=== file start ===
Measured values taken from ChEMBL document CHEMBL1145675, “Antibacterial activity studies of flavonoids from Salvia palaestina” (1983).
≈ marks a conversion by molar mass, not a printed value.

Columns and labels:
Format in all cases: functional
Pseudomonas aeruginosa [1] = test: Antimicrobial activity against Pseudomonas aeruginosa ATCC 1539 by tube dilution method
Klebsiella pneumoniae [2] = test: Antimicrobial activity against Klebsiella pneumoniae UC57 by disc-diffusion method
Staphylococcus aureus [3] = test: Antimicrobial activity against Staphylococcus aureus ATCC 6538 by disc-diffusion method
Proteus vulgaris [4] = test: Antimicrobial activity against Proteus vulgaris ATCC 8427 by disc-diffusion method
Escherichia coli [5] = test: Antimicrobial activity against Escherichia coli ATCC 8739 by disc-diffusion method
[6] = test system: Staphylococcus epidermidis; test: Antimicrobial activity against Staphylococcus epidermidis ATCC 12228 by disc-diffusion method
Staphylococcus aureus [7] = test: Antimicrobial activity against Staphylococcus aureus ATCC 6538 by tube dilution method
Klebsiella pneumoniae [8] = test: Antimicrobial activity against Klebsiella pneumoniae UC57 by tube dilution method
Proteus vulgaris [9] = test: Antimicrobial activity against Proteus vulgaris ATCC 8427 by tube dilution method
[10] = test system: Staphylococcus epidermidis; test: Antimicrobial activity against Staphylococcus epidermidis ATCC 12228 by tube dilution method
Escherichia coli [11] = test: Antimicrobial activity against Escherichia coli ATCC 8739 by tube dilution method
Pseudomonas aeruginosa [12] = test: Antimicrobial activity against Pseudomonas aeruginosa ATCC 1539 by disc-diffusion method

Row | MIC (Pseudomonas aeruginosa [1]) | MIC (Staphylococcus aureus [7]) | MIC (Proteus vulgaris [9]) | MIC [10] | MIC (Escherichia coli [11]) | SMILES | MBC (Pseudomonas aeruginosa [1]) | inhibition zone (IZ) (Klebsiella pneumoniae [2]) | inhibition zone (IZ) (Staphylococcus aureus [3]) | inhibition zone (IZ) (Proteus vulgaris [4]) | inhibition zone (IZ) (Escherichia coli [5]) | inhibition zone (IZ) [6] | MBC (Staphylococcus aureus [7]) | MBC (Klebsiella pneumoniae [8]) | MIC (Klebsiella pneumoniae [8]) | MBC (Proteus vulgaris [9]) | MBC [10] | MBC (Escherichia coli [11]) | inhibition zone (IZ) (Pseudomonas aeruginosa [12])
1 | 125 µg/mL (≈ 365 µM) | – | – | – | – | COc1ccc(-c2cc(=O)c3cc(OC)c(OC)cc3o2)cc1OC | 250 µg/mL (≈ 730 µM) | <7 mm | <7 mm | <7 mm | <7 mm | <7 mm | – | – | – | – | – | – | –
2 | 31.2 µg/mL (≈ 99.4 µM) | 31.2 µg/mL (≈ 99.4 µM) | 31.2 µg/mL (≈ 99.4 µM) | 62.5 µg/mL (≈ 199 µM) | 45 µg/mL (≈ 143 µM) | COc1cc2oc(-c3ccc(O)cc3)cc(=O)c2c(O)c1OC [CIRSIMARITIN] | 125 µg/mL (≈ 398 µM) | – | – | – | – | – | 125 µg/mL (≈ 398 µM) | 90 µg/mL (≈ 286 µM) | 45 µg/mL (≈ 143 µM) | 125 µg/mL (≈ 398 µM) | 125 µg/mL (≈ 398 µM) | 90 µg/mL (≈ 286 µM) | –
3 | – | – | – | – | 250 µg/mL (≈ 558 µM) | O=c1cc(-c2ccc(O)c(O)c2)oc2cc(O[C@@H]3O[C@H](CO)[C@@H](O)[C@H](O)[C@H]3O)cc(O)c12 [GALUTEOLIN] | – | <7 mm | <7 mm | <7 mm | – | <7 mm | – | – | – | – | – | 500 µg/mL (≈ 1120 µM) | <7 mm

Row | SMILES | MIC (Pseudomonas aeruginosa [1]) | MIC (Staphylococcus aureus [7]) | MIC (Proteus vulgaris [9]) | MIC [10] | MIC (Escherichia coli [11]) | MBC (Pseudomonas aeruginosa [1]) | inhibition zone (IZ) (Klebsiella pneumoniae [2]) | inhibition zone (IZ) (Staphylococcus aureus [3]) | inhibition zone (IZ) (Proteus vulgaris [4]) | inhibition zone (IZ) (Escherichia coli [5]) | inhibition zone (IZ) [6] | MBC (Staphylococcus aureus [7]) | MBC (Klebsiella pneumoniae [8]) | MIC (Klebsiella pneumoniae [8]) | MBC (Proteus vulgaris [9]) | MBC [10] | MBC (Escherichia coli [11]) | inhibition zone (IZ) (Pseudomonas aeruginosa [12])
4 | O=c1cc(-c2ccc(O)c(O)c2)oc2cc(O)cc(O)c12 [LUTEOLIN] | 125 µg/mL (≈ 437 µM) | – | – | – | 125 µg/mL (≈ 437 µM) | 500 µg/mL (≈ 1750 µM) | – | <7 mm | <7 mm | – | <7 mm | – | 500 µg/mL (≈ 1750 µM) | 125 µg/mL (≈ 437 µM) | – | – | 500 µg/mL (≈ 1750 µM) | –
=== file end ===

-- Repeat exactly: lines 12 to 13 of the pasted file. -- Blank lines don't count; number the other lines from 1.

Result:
Klebsiella pneumoniae [8] = test: Antimicrobial activity against Klebsiella pneumoniae UC57 by tube dilution method
Proteus vulgaris [9] = test: Antimicrobial activity against Proteus vulgaris ATCC 8427 by tube dilution method